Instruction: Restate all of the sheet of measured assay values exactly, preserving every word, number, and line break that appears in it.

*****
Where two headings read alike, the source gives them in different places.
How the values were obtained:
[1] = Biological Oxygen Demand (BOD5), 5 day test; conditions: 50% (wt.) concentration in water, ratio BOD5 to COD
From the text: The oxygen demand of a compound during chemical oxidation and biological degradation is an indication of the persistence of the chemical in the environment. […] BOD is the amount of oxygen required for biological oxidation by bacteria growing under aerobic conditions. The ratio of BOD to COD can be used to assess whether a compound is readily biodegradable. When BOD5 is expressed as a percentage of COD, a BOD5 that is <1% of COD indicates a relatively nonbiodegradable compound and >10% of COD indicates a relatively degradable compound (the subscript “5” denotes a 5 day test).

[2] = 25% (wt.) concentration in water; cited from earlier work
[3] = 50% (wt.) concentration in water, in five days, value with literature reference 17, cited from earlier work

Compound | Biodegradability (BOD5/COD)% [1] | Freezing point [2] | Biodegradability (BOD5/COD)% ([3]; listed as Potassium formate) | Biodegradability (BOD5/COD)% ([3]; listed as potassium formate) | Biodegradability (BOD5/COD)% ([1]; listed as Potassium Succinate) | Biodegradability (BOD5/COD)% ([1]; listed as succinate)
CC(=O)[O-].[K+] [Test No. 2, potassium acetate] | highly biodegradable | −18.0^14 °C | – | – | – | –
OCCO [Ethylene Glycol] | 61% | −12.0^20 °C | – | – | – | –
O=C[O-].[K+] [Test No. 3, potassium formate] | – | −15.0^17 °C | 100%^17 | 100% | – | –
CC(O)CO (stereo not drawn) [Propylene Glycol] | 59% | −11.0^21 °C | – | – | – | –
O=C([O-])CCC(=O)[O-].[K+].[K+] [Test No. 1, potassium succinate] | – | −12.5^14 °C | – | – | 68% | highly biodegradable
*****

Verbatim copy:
Where two headings read alike, the source gives them in different places.
How the values were obtained:
[1] = Biological Oxygen Demand (BOD5), 5 day test; conditions: 50% (wt.) concentration in water, ratio BOD5 to COD
From the text: The oxygen demand of a compound during chemical oxidation and biological degradation is an indication of the persistence of the chemical in the environment. […] BOD is the amount of oxygen required for biological oxidation by bacteria growing under aerobic conditions. The ratio of BOD to COD can be used to assess whether a compound is readily biodegradable. When BOD5 is expressed as a percentage of COD, a BOD5 that is <1% of COD indicates a relatively nonbiodegradable compound and >10% of COD indicates a relatively degradable compound (the subscript “5” denotes a 5 day test).

[2] = 25% (wt.) concentration in water; cited from earlier work
[3] = 50% (wt.) concentration in water, in five days, value with literature reference 17, cited from earlier work

Compound | Biodegradability (BOD5/COD)% [1] | Freezing point [2] | Biodegradability (BOD5/COD)% ([3]; listed as Potassium formate) | Biodegradability (BOD5/COD)% ([3]; listed as potassium formate) | Biodegradability (BOD5/COD)% ([1]; listed as Potassium Succinate) | Biodegradability (BOD5/COD)% ([1]; listed as succinate)
CC(=O)[O-].[K+] [Test No. 2, potassium acetate] | highly biodegradable | −18.0^14 °C | – | – | – | –
OCCO [Ethylene Glycol] | 61% | −12.0^20 °C | – | – | – | –
O=C[O-].[K+] [Test No. 3, potassium formate] | – | −15.0^17 °C | 100%^17 | 100% | – | –
CC(O)CO (stereo not drawn) [Propylene Glycol] | 59% | −11.0^21 °C | – | – | – | –
O=C([O-])CCC(=O)[O-].[K+].[K+] [Test No. 1, potassium succinate] | – | −12.5^14 °C | – | – | 68% | highly biodegradable